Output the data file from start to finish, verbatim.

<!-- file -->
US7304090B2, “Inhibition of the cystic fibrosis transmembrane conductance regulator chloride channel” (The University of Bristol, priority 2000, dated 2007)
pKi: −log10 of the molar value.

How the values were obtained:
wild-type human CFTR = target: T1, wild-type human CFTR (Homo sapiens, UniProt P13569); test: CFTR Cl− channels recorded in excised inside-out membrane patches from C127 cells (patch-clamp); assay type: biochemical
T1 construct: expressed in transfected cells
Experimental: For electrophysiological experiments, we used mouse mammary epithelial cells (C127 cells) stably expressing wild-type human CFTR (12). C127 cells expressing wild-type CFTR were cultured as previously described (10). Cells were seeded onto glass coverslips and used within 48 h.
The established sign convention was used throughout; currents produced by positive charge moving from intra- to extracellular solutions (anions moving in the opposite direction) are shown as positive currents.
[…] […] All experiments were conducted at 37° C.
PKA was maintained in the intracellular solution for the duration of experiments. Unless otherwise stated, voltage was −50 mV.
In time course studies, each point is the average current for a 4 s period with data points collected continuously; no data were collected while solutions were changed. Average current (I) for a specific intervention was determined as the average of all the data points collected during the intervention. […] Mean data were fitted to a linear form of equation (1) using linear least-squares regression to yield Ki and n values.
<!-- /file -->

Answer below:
US7304090B2, “Inhibition of the cystic fibrosis transmembrane conductance regulator chloride channel” (The University of Bristol, priority 2000, dated 2007)
pKi: −log10 of the molar value.

How the values were obtained:
wild-type human CFTR = target: T1, wild-type human CFTR (Homo sapiens, UniProt P13569); test: CFTR Cl− channels recorded in excised inside-out membrane patches from C127 cells (patch-clamp); assay type: biochemical
T1 construct: expressed in transfected cells
Experimental: For electrophysiological experiments, we used mouse mammary epithelial cells (C127 cells) stably expressing wild-type human CFTR (12). C127 cells expressing wild-type CFTR were cultured as previously described (10). Cells were seeded onto glass coverslips and used within 48 h.
The established sign convention was used throughout; currents produced by positive charge moving from intra- to extracellular solutions (anions moving in the opposite direction) are shown as positive currents.
[…] […] All experiments were conducted at 37° C.
PKA was maintained in the intracellular solution for the duration of experiments. Unless otherwise stated, voltage was −50 mV.
In time course studies, each point is the average current for a 4 s period with data points collected continuously; no data were collected while solutions were changed. Average current (I) for a specific intervention was determined as the average of all the data points collected during the intervention. […] Mean data were fitted to a linear form of equation (1) using linear least-squares regression to yield Ki and n values.